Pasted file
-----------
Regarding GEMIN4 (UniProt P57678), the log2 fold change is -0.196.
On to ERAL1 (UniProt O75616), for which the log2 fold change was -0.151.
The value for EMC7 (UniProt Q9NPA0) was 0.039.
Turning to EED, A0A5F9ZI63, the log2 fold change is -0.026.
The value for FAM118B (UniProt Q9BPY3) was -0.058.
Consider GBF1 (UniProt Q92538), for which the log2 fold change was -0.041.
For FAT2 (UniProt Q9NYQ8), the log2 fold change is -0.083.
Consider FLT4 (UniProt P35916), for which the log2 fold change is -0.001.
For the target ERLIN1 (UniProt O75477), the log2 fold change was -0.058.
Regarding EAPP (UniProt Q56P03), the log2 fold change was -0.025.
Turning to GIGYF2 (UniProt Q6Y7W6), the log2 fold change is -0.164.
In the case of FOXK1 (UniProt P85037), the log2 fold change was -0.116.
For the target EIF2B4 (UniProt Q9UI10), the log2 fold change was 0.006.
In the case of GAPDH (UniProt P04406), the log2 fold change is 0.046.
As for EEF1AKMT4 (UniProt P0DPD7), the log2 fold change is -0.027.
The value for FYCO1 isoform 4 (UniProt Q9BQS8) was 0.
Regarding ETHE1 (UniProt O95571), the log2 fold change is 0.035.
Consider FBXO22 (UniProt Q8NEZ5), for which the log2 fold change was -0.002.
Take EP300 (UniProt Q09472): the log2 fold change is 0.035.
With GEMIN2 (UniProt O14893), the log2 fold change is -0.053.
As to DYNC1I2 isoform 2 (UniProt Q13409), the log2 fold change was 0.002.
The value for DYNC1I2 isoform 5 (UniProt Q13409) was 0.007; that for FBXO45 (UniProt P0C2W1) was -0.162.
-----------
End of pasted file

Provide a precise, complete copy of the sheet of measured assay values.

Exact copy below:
Regarding GEMIN4 (UniProt P57678), the log2 fold change is -0.196.
On to ERAL1 (UniProt O75616), for which the log2 fold change was -0.151.
The value for EMC7 (UniProt Q9NPA0) was 0.039.
Turning to EED, A0A5F9ZI63, the log2 fold change is -0.026.
The value for FAM118B (UniProt Q9BPY3) was -0.058.
Consider GBF1 (UniProt Q92538), for which the log2 fold change was -0.041.
For FAT2 (UniProt Q9NYQ8), the log2 fold change is -0.083.
Consider FLT4 (UniProt P35916), for which the log2 fold change is -0.001.
For the target ERLIN1 (UniProt O75477), the log2 fold change was -0.058.
Regarding EAPP (UniProt Q56P03), the log2 fold change was -0.025.
Turning to GIGYF2 (UniProt Q6Y7W6), the log2 fold change is -0.164.
In the case of FOXK1 (UniProt P85037), the log2 fold change was -0.116.
For the target EIF2B4 (UniProt Q9UI10), the log2 fold change was 0.006.
In the case of GAPDH (UniProt P04406), the log2 fold change is 0.046.
As for EEF1AKMT4 (UniProt P0DPD7), the log2 fold change is -0.027.
The value for FYCO1 isoform 4 (UniProt Q9BQS8) was 0.
Regarding ETHE1 (UniProt O95571), the log2 fold change is 0.035.
Consider FBXO22 (UniProt Q8NEZ5), for which the log2 fold change was -0.002.
Take EP300 (UniProt Q09472): the log2 fold change is 0.035.
With GEMIN2 (UniProt O14893), the log2 fold change is -0.053.
As to DYNC1I2 isoform 2 (UniProt Q13409), the log2 fold change was 0.002.
The value for DYNC1I2 isoform 5 (UniProt Q13409) was 0.007; that for FBXO45 (UniProt P0C2W1) was -0.162.